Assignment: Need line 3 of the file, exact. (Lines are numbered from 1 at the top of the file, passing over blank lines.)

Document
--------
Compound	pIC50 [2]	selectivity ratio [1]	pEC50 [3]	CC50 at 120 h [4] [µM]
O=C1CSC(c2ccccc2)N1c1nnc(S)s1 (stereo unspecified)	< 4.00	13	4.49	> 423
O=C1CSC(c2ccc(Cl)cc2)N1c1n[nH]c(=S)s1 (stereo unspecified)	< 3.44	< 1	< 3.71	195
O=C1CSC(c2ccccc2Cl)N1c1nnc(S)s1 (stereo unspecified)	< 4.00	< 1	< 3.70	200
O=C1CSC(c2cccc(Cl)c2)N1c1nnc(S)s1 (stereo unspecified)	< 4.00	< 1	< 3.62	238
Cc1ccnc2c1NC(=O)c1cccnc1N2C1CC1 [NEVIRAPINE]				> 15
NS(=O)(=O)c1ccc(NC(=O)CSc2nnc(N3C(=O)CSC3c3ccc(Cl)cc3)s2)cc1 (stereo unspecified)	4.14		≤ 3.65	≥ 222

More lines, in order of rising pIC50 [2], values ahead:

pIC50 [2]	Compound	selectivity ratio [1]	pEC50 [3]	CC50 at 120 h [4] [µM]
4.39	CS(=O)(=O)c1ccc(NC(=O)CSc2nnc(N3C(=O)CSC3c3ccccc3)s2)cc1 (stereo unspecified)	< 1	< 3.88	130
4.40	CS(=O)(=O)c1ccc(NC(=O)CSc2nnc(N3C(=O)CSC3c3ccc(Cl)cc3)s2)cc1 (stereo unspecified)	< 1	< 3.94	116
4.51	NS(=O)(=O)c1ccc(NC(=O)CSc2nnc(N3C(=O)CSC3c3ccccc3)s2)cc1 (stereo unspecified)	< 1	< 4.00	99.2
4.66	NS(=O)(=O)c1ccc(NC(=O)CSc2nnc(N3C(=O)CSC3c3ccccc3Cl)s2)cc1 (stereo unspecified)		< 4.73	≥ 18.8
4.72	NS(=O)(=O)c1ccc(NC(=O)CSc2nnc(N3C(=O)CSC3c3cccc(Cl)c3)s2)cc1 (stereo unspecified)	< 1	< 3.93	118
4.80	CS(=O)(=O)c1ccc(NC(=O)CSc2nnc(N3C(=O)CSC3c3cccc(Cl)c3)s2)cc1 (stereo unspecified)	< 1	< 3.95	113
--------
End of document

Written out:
O=C1CSC(c2ccc(Cl)cc2)N1c1n[nH]c(=S)s1 (stereo unspecified)	< 3.44	< 1	< 3.71	195